So I do use True Coach, so there’s a lot of videos in there. I’ve only made one or two of my own videos. Otherwise I literally search YouTube and just plug it in because they don’t care that it’s not me. And to be honest, a lot of these people do a better job demoing it than I could. So yeah, there’s tons of videos. I’m not gonna remake anything unless I have to. So, and then again, you can always have them shoot you a video via their phone. So if you really need to take a look at something, you can, Hey shoot a video of you doing this movement, I’ll let you know if it’s good or not. So.
So here’s a question related to that. With time management as a coach you’ve got and you’ve now got online people and whether you’re using an app or using text or whatever, you’re probably getting quite a bit of contact. How do you manage that? Like, so cause you’re getting probably texts, I imagine all day or so, do you, for coaches who are out there managing our 30 or 40 clients, do you recommend that they block off time, like in the morning and evening to respond to texts in a block? Or do they just get them as they come in and drop whatever they’re doing or how do they manage that process?
So it’s kind of how you set it up and the expectations you set for your clients as well. Using the app that I do, I communicate mainly through the app, which makes it easier for me to block my time. I do have some clients that are paying higher levels and they do have my personal text and it’s not like 15 or 20 texts a day. It’s usually one or two.
And that costs more.
It costs yes considerably more. And I do answer those people as soon as I get those texts because they’re valuable to me and I want to take good care of them. But as far as coaching goes, yeah, you have to have them block your time, otherwise it becomes very overwhelming. We saw this with nutrition coaching as well. Our nutrition coach was just getting overwhelmed. She had 30 some clients and they were texting, her PM-ing her nonstop and like, Hey, you need to block this out and just deal with it at certain times of the day and just let them know that, Hey, I’m not going to respond to these till, you know, 7:00 PM every night or something like that.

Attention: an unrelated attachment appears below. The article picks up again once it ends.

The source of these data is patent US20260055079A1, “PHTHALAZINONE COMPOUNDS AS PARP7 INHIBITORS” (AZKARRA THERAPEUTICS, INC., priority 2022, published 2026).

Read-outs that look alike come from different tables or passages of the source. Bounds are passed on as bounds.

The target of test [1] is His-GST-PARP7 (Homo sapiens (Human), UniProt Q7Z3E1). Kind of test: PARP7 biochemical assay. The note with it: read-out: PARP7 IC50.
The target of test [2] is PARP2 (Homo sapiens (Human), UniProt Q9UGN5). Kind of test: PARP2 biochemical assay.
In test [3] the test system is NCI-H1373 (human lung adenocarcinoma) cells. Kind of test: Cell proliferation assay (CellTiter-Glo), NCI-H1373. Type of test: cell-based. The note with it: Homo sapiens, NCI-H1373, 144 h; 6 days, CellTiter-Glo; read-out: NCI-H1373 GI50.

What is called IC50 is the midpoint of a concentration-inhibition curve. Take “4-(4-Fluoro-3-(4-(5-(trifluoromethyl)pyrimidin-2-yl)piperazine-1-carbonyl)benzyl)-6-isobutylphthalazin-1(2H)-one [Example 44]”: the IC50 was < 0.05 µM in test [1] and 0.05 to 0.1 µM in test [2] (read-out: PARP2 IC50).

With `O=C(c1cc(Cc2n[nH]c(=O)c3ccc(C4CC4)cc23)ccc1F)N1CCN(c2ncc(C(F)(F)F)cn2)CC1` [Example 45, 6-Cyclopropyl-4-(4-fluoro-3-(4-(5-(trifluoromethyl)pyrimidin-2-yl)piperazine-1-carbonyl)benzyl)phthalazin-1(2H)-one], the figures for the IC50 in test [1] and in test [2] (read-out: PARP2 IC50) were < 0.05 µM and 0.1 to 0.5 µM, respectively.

So that’s two takeaways right there is that first off, setting up an online coaching program is going to be challenging at the beginning, but there are efficiencies to be found. So you’re going to do some work at the beginning, but it is going to get easier as you get better at it. Like many things. So if you’re overwhelmed right off the bat that this is a lot of work, know that it does get easier and the best thing you can do is probably formalize things with systems and procedures. Two-Brain Business mentors will teach you how to do that where you document all your stuff so that it can be replicated and so that you can offload tasks as you see fit. The second thing related to that that you just said that’s really important is that having a coach on demand, like a client texting and saying like, Hey, I need something right now, and you responding that is hugely valuable. That’s not like a hundred dollar a month service. Right. I think a lot of people do that though.
Yeah, yeah. They’ll learn or they’ll burn out. It’s one or the other.
Yeah. Yeah. Learn or burn. We gotta put that out in a hashtag or t-shirt somewhere. I like that. So we talk often about sales on this show. So let me take a step in that direction. This is the big question. Who needs online coaching out there and how do you create offers that appeal to these guys? What kind of services are they looking for?